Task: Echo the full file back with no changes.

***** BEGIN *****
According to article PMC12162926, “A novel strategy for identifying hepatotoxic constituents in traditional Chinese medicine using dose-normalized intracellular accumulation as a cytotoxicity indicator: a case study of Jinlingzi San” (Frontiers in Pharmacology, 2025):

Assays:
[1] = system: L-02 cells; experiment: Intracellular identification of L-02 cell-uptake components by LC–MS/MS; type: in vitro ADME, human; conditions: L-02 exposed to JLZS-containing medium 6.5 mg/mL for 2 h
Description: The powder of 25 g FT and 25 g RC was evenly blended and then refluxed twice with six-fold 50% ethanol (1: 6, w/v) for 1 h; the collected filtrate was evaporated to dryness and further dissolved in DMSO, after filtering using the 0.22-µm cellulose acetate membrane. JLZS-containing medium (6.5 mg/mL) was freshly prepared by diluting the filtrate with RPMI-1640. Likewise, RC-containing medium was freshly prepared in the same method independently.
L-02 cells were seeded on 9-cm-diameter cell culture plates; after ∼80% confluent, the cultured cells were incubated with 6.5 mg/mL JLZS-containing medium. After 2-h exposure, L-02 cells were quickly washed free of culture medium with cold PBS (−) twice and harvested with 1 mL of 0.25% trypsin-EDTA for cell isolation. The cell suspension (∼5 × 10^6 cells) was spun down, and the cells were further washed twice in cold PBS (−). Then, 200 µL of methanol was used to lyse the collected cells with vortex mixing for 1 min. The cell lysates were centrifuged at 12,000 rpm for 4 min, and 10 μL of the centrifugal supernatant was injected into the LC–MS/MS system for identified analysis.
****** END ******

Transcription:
According to article PMC12162926, “A novel strategy for identifying hepatotoxic constituents in traditional Chinese medicine using dose-normalized intracellular accumulation as a cytotoxicity indicator: a case study of Jinlingzi San” (Frontiers in Pharmacology, 2025):

Assays:
[1] = system: L-02 cells; experiment: Intracellular identification of L-02 cell-uptake components by LC–MS/MS; type: in vitro ADME, human; conditions: L-02 exposed to JLZS-containing medium 6.5 mg/mL for 2 h
Description: The powder of 25 g FT and 25 g RC was evenly blended and then refluxed twice with six-fold 50% ethanol (1: 6, w/v) for 1 h; the collected filtrate was evaporated to dryness and further dissolved in DMSO, after filtering using the 0.22-µm cellulose acetate membrane. JLZS-containing medium (6.5 mg/mL) was freshly prepared by diluting the filtrate with RPMI-1640. Likewise, RC-containing medium was freshly prepared in the same method independently.
L-02 cells were seeded on 9-cm-diameter cell culture plates; after ∼80% confluent, the cultured cells were incubated with 6.5 mg/mL JLZS-containing medium. After 2-h exposure, L-02 cells were quickly washed free of culture medium with cold PBS (−) twice and harvested with 1 mL of 0.25% trypsin-EDTA for cell isolation. The cell suspension (∼5 × 10^6 cells) was spun down, and the cells were further washed twice in cold PBS (−). Then, 200 µL of methanol was used to lyse the collected cells with vortex mixing for 1 min. The cell lysates were centrifuged at 12,000 rpm for 4 min, and 10 μL of the centrifugal supernatant was injected into the LC–MS/MS system for identified analysis.